May 10, 2009
Rebecca Ramagge, who has had three doses of the drug in the past six months, suffers agonising joint pains, fatigue, nausea and sight problems.
Consultant paediatrician Majeed Jawad has linked her problems to the anti-cancer jab that is being given to girls from the age of 11. It is claimed it will give under-18s 70 per cent protection against the cancer by 2011.
Earlier this month the Sunday Express revealed that a group of teenagers are suing drug company GlaxoSmithKline.
They have suffered symptoms ranging from paralysis and seizures to fatigue, joint and muscle pain since being given the Cervarix vaccine.
Rebecca’s mother Clare Ramagge, 48, from Reigate, Surrey, said: “It is heartbreaking to see her like this because of a by-product which has spoilt her life.”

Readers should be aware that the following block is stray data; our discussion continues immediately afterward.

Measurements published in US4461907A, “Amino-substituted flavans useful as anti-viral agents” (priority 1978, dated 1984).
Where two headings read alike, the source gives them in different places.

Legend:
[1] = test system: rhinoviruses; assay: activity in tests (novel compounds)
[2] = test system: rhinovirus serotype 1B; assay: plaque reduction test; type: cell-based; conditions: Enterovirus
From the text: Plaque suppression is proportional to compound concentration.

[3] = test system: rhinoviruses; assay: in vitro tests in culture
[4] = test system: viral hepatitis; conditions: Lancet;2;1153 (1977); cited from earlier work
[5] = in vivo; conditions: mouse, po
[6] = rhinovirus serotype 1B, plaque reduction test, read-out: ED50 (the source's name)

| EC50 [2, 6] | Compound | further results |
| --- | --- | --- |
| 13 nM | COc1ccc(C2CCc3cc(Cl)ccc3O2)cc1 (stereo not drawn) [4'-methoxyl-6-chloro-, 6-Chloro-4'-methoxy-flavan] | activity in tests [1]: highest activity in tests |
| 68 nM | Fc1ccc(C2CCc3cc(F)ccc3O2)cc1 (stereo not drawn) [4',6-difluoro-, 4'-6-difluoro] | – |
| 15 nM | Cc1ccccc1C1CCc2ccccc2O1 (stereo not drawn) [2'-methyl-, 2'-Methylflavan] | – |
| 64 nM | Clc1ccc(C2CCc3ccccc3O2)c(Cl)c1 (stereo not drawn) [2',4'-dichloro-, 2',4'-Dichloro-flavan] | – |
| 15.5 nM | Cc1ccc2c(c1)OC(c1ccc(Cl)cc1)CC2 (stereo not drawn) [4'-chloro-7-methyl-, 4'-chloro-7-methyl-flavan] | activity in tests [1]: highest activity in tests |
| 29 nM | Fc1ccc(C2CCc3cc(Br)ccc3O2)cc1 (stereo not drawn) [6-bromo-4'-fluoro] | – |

A spokeswoman for GlaxoSmithKline said: “The Government drug watchdog MHRA has reviewed all reported adverse events and believes the balance of risks and benefits for the vaccine remains positive.”
A Department of Health spokeswoman said: “More than 800,000 doses of Cervarix have been administered in the UK. There is no evidence to suggest that the vaccine carries any long-term side effects.”